Skip to Main Content

Closing gaps in our understanding of the risks associated with muscle-building dietary substances

Categories: , ,

February 1 – 7 is Eating Disorder Awareness Week in Canada — a time to raise awareness and educate the public and policymakers about impact of disordered eating and the supports available to those affected by it.  

Increasing our understanding of eating disorders, body dissatisfaction and how healthcare providers, including social workers, can better screen for potential risks is what drives Kyle Ganson’s work. After noticing that boys and men were largely absent from eating disorder treatment programs — even though they also struggle with body image issues and food and eating — the Assistant Professor at the Factor-Inwentash Faculty of Social Work turned his attention to closing gaps in knowledge of how eating disorders are experienced and diagnosed across populations and the implications for prevention, care, treatment and the evaluation of risk.  

“Males with eating disorders frequently engage in a cluster of behaviors that often focus on increasing muscularity and leanness,” says Ganson, whose research has been published in leading journals such as Pediatrics and The Lancet Child and Adolescent Health. “The ‘gold standard’ diagnostic measures we have to capture eating disorders don’t take into account these behaviours and we’re only just beginning to develop validated measures that can.” 

Muscle Dysmorphia, or the pathological pursuit of muscularity, is a major mental disorder that teens, their parents and health providers need to be aware of, especially if they or those they know are using dietary supplements for their workouts, Ganson says. A recent study he led found that adolescent boys and young adult men are more likely to experience symptoms of muscle dysmorphia — with 25% experiencing symptoms significant enough to be considered at clinical risk. He found that South Asian and Middle Eastern adolescents and young adults, as well as those who identify as gay or lesbian, are especially at-risk.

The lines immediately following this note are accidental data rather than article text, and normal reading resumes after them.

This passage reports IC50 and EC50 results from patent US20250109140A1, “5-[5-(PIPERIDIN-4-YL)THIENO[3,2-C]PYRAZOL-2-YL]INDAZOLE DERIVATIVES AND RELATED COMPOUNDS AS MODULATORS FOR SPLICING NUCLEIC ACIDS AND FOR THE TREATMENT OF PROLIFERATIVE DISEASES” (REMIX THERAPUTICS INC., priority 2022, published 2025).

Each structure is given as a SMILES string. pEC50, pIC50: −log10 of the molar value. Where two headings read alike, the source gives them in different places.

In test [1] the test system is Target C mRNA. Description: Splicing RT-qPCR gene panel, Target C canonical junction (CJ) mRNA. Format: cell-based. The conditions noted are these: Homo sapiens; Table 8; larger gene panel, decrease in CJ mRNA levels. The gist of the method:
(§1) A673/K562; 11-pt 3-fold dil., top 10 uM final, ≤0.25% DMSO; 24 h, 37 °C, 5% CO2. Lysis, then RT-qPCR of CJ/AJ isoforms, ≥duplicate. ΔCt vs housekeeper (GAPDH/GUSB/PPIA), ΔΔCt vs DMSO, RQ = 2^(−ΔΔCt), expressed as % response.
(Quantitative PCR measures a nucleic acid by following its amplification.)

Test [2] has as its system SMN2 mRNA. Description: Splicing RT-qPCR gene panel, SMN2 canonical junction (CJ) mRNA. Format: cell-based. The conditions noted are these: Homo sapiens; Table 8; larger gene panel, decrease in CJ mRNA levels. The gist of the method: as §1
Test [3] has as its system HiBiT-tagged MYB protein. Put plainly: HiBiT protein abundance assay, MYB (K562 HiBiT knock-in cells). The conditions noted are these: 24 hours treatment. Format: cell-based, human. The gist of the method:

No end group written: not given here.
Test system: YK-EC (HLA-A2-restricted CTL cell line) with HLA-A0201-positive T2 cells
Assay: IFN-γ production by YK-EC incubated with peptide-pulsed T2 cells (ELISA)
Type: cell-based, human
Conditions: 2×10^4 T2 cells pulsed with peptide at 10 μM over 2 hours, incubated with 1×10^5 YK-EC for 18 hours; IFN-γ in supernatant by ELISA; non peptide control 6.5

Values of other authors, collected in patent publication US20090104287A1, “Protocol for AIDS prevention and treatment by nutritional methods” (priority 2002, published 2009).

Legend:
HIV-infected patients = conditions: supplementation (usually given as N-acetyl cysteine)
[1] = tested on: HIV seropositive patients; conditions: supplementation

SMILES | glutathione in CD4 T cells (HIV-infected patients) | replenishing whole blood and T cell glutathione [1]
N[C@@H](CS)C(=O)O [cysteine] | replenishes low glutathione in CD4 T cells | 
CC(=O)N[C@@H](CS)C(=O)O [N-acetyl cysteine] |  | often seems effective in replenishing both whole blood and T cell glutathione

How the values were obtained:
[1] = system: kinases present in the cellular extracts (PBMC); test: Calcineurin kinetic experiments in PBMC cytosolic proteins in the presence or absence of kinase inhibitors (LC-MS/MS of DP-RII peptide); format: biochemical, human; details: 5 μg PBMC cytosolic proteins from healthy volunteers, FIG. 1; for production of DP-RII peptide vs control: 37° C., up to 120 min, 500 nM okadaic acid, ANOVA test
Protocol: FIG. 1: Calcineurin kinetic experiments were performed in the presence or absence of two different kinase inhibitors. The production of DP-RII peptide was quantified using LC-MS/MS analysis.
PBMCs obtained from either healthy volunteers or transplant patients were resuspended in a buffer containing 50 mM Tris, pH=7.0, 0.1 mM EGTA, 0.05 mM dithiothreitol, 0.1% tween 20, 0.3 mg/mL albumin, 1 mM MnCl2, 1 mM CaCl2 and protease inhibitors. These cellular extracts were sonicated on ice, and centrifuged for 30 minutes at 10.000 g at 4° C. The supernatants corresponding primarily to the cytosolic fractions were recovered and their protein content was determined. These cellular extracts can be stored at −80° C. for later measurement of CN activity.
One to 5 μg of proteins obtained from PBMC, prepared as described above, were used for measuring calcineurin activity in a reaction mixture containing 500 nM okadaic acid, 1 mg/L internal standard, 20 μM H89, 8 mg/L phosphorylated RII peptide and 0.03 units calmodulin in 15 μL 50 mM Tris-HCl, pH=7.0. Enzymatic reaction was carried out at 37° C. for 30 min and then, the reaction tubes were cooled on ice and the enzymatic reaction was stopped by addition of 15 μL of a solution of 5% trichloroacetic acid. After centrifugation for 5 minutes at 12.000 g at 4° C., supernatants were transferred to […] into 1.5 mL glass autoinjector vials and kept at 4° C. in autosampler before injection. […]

Understanding the links between muscle dysmorphia and practices such as the use of performance-enhancing substances can help better identify signs of potential health risks. For example, Ganson and his collaborators found that Canadians who use anabolic-androgenic steroids — which are illegal to manufacture and sell in Canada but easy to order online — are at greater risk of developing muscle dysmorphic symptoms.  

Adolescent boys and young adult men are more likely to use illegal anabolic-androgenic steroids. For example, they are more likely to use legal performance enhancing substances as well. Just over 80% reported using whey protein; 50% reported using creatine monohydrate, and 32% reported using amino acids, all of which are readily available in stores. However, while Ganson’s research has found a relationship between the use of legal performance-enhancing substances and symptoms of eating disorders, legal performance-enhancing substances lack strict oversight by the federal and provincial governments.  

Ganson is now working on a set of policy recommendations to address the lack of Health Canada regulations around muscle-building and performance-enhancing substances. On March 6, from Noon – 1:30pm, he will present a Zoom lecture on “Dietary Supplements for Weight Loss and Muscle-Building: Addressing Knowledge and Policy Gaps in Canada” to share his most recent research and details from his report. All are welcome. 

“Social workers on the frontlines interact with adolescent boys and young adult men in a variety of settings. They need to be aware of these behaviors given how common they are and the adverse health and social effects associated with their use,” Ganson says. “Increasing our knowledge on how to assess these issues can make a significant difference in addressing the current lack of treatment provided.” 

Coverage of Prof. Kyle Ganson’s research:


> Click here to register for the online event “Dietary Supplements for Muscle-Building and Weight Loss: Addressing Knowledge and Policy Gaps,” March 6, 12:00 – 1:30pm